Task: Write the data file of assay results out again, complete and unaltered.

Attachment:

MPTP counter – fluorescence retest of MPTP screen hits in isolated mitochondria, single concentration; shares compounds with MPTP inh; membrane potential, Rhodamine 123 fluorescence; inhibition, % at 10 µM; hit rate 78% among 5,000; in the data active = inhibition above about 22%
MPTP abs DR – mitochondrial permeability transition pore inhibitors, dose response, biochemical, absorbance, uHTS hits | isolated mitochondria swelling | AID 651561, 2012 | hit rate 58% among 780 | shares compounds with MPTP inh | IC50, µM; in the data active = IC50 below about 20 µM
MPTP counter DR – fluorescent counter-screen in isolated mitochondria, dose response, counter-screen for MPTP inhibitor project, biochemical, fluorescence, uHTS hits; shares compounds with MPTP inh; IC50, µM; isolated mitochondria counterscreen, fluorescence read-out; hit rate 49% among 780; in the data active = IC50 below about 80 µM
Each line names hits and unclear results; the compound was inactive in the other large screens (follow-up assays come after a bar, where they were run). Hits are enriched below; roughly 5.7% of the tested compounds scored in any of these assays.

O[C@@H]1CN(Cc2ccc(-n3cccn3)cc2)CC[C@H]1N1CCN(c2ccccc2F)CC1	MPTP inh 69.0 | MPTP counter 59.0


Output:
MPTP counter – fluorescence retest of MPTP screen hits in isolated mitochondria, single concentration; shares compounds with MPTP inh; membrane potential, Rhodamine 123 fluorescence; inhibition, % at 10 µM; hit rate 78% among 5,000; in the data active = inhibition above about 22%
MPTP abs DR – mitochondrial permeability transition pore inhibitors, dose response, biochemical, absorbance, uHTS hits | isolated mitochondria swelling | AID 651561, 2012 | hit rate 58% among 780 | shares compounds with MPTP inh | IC50, µM; in the data active = IC50 below about 20 µM
MPTP counter DR – fluorescent counter-screen in isolated mitochondria, dose response, counter-screen for MPTP inhibitor project, biochemical, fluorescence, uHTS hits; shares compounds with MPTP inh; IC50, µM; isolated mitochondria counterscreen, fluorescence read-out; hit rate 49% among 780; in the data active = IC50 below about 80 µM
Each line names hits and unclear results; the compound was inactive in the other large screens (follow-up assays come after a bar, where they were run). Hits are enriched below; roughly 5.7% of the tested compounds scored in any of these assays.

O[C@@H]1CN(Cc2ccc(-n3cccn3)cc2)CC[C@H]1N1CCN(c2ccccc2F)CC1	MPTP inh 69.0 | MPTP counter 59.0